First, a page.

The Global Financial Crisis was a time of intense period of stress on global financial markets and resulted in a sequence of events that culminated in a near collapse of the banking system during 2007-2008.
At a Glance:
- Capital city dwelling values had increased by up to 39 per cent over the three years from the end of December 2008
- Melbourne’s best performers being inner areas, while Adelaide’s were those located in outer suburbs
- Dwelling values in regional areas increased by up to 65 per cent over the same period
New research from PIPA and CoreLogic has identified the best performing capital city and regional locations three years after the GFC.
The research and analysis is a joint initiative of the Property Investment Professionals of Australia (PIPA) and CoreLogic.
The CoreLogic research found that capital city dwelling values had increased by up to 39 per cent over the three years from the end of December 2008 – a time when Australia was emerging from the global economic crisis and government stimulus was ramping up.
PIPA Chairman Peter Koulizos said the capital city results showed a mix of inner and outer-city suburbs, with six of the top performers in Sydney.
“The dominance of Sydney in the results shows that nobody rings the bell to tell you when the upward swing of a property cycle has started,” said Mr Koulizos.
“When you do hear it, it’s too late because it’s already begun.
“I say this because most people believed that property prices in Sydney only started firming a year or so later – in 2012 – when it was already under way but perhaps masked by the continued economic uncertainty around the globe.”
Mr Koulizos said the individual capital city results were varied, depending on the location, with Melbourne’s best performers being inner areas, while Adelaide’s were those located in outer suburbs.
During that period of time, the number of first home buyers also hit historic highs, because of the Federal Government’s First Home Owner Boost, he said.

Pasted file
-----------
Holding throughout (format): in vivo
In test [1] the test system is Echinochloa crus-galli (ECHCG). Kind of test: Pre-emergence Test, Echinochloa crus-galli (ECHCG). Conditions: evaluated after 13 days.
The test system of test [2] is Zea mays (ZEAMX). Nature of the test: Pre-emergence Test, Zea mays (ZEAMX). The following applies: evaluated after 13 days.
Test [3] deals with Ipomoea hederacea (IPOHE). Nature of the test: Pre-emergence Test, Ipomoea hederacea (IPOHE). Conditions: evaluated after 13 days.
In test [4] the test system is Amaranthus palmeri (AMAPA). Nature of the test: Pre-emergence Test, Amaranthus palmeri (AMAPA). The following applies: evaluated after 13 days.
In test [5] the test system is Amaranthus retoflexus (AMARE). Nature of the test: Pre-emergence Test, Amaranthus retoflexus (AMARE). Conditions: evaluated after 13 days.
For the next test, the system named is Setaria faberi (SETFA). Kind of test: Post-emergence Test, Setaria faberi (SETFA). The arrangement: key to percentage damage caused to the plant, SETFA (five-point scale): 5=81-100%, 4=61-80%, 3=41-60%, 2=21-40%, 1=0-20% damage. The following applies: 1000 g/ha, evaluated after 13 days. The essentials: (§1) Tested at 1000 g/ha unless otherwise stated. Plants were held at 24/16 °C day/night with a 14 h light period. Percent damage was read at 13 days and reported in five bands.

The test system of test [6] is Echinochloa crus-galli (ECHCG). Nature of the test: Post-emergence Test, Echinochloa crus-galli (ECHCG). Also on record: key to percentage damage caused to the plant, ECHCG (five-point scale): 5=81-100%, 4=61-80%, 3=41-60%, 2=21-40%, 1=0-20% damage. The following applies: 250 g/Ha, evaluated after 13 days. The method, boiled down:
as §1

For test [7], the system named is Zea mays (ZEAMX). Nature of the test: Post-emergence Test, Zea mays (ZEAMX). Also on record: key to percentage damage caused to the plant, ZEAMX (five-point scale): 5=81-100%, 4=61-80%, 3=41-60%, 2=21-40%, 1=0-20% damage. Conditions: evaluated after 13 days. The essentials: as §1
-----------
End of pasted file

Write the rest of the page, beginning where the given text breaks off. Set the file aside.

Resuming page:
“The recovery in the property market was broad, varying from inner-city to outer-city suburbs,” said Mr Koulizos.
“Certainly, first home buyers helped by boosting demand for new properties, whether they were located in urban regeneration or greenfield sites.”
CoreLogic Head of Research Tim Lawless said dwelling values in regional areas increased by up to 65 per cent over the same period.
Mr Lawless said it was unsurprising that mining areas performed well given the resources sector was firing on all cylinders at the time.
“Areas such as mining towns, where economic conditions are dependent on a single industry, are much more likely to experience bursts of price rises or falls because of the strength or weakness of their dominant industries,” he said.
“While many of these mining regions recorded spectacular capital gains post-GFC, a few years later many of these same regions recorded a crash in home values.”
Mr Koulizos said the research showed the resilience of property prices during turbulent times.
However, while prices are expected to stand firm over the medium-term this time around, the best performing locations may be very different to what has occurred in the past.
“The way that people work will likely change significantly post-pandemic and this will have an impact on less traditional property investment locations,” said Mr Koulizos.
“Lifestyles will undoubtedly change, which will make living outside the inner-city more appealing.
“If you don’t have to go to the CBD every day for work, because you can work from home, then you don’t have to live near it.”
– This article first appeared on The Real Estate Conversation on 25/08/2020